What the World Was Watching: WWF Superstars – September 22, 1990

Vince McMahon and Roddy Piper are in the booth and they are still in Hershey, Pennsylvania.

Opening Contest:  Demolition (3-0) defeat Mike Durham, Mike Williams & Ross Lindsey when Crush pins Williams after Demolition Decapitation at 2:43:

The WWF is not making it clear that the Ultimate Warrior is teaming with the Legion of Doom on house shows, so fans are wondering why Demolition are doing six-man tags when conventional tag matches against the Legion would be two-on-two.  As the squash unfolds, Demolition repeat their desire to get even with the Legion because of what happened at SummerSlam.  Demolition work quicker than their prior six-man squashes, making this their best outing as a team so far.

Gene Okerlund’s Update segment explains that the Ultimate Warrior did not attack Sensational Sherri on the Brother Love Show two weeks ago because he is a man of principle.  It shows him beating up jobbers and WWF officials backstage after the segment in a failed effort to find Randy Savage.  Poor Jim Brunzell is not spared the Warrior’s wrath either, getting his head slammed into a cinderblock wall when he cannot tell the Warrior where Savage is.  Savage and Sensational Sherri do a taped promo, saying that they are not as hard to find as the Warrior thinks they are.

Akeem (w/Slick) (9-4-1) pins Sonny Blaze after a splash at 1:07:

Blaze is one of the toughest men in wrestling, showing up a mere six days after the Earthquake laid him out with several Earthquake Splashes.  Piper notes that there are similarities between Akeem and Dusty Rhodes, something McMahon quickly denies.  In the split screen, Akeem and Slick call out Saba Simba, saying that Akeem is the only real African in the WWF.  So not only does poor Tony Atlas get saddled with an insensitive gimmick but his first feud is also ridiculously insensitive too.  Akeem wastes no time defeating Blaze, heated up for this new, intra-African feud.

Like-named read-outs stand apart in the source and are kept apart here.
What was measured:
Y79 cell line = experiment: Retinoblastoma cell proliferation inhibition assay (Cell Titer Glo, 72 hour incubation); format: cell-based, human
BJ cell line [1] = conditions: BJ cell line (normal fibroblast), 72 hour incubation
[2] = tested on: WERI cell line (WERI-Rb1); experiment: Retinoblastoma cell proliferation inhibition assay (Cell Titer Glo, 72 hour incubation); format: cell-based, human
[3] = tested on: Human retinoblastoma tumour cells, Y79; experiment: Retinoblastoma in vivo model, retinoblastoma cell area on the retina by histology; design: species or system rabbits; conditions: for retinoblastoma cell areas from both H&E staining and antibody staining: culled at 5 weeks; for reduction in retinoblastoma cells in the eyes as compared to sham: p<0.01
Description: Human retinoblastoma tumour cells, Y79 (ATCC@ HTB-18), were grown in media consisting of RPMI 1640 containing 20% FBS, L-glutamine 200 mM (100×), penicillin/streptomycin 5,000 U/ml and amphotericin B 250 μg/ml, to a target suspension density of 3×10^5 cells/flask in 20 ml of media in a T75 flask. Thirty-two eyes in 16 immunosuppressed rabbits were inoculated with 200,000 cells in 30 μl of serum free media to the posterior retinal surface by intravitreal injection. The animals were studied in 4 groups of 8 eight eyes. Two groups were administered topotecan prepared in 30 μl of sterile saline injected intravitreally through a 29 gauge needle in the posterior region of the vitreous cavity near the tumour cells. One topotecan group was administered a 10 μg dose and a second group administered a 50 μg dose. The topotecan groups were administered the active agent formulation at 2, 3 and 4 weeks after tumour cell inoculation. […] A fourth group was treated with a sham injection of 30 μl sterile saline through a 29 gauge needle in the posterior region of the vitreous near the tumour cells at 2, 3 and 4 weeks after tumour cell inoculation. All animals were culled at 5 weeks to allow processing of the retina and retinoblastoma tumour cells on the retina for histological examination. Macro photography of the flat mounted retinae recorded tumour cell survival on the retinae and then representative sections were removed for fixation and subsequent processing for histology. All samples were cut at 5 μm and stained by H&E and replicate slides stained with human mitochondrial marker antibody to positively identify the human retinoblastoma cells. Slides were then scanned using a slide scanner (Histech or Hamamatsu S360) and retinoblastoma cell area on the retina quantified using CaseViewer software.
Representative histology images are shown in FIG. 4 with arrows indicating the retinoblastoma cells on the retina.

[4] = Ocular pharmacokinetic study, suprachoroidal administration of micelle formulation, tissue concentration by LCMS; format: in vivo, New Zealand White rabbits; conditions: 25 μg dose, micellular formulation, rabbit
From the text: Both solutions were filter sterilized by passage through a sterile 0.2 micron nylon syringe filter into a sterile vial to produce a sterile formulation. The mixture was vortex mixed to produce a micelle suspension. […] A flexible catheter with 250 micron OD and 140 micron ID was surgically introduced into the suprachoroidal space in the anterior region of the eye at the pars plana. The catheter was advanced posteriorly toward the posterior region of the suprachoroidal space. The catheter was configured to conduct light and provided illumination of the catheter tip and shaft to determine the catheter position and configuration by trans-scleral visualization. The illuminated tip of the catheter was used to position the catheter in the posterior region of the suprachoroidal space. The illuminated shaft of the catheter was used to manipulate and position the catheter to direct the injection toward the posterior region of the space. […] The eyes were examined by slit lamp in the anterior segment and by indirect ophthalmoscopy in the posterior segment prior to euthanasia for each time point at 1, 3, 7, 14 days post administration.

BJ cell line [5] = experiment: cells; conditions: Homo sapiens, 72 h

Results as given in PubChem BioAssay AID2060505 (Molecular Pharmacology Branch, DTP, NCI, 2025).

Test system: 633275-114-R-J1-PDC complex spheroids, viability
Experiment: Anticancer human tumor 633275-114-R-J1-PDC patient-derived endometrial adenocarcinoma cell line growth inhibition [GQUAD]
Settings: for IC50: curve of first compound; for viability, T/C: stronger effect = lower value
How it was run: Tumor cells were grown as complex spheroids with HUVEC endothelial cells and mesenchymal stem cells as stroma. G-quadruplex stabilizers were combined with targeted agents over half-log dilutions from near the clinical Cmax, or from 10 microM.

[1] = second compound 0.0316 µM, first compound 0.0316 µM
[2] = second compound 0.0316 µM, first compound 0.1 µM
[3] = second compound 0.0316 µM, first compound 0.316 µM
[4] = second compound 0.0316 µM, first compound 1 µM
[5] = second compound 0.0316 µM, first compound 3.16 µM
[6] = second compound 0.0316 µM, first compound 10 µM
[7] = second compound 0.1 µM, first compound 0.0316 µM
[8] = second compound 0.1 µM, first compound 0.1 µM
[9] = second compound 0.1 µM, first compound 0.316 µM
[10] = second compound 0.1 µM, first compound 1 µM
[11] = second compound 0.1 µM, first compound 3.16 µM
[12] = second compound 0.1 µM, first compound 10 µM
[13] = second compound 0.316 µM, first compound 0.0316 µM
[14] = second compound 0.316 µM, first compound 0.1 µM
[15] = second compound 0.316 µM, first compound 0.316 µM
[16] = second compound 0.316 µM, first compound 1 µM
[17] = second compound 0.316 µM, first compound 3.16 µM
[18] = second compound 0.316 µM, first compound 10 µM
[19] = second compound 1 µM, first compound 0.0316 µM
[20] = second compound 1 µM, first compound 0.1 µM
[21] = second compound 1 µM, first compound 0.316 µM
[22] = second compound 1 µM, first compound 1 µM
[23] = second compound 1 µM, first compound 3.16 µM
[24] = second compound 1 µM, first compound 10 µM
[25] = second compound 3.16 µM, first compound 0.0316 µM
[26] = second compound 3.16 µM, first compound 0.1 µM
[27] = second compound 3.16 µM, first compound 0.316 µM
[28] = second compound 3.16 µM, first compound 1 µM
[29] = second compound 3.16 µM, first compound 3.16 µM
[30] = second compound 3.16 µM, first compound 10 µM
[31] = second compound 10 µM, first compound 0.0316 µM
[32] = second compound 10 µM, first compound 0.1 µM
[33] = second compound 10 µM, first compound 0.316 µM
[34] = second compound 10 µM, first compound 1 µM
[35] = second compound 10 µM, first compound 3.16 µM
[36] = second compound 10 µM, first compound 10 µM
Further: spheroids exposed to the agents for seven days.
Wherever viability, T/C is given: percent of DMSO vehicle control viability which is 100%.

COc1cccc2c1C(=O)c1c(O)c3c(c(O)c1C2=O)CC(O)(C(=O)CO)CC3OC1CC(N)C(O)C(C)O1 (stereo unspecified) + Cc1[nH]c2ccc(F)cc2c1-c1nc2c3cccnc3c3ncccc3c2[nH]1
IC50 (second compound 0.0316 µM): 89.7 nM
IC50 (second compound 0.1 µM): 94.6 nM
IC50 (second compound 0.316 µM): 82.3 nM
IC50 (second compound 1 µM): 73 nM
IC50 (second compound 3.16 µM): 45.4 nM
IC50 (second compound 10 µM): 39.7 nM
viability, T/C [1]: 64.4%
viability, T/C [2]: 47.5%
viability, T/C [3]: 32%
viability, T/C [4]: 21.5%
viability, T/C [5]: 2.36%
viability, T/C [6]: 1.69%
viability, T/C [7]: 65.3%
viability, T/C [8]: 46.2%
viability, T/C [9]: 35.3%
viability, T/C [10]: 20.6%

Nikolai Volkoff (9-0) beats Mike Sharpe after a clothesline to the back of the head at 1:21:

Ringside fans appear in the split screen and talk about how they are rooting for Volkoff because Sergeant Slaughter is mean.  Poor Volkoff barely gets over for a somersault senton but does complete the move and finishes off Sharpe moments later to push his undefeated streak to ten matches.  Piper did Volkoff’s babyface push few favors on commentary, questioning throughout the match whether Russians can be trusted.

Earthquake (w/Jimmy Hart & Dino Bravo) (22-2) pins Brian Costello after the Earthquake Splash at 1:50:

The only fun with this squash is seeing Earthquake wipe out the much smaller Costello.  He is beyond doing these types of matches at this point, but the WWF probably felt that they needed to rehabilitate some of Earthquake’s image after he lost to Hulk Hogan at SummerSlam.  After the bell, Earthquake does two more Earthquake Splashes and Costello takes a stretcher ride to the locker room.

Marty Jannetty (w/Shawn Michaels) (1-1) defeats Black Bart after a flying fist drop at 2:41: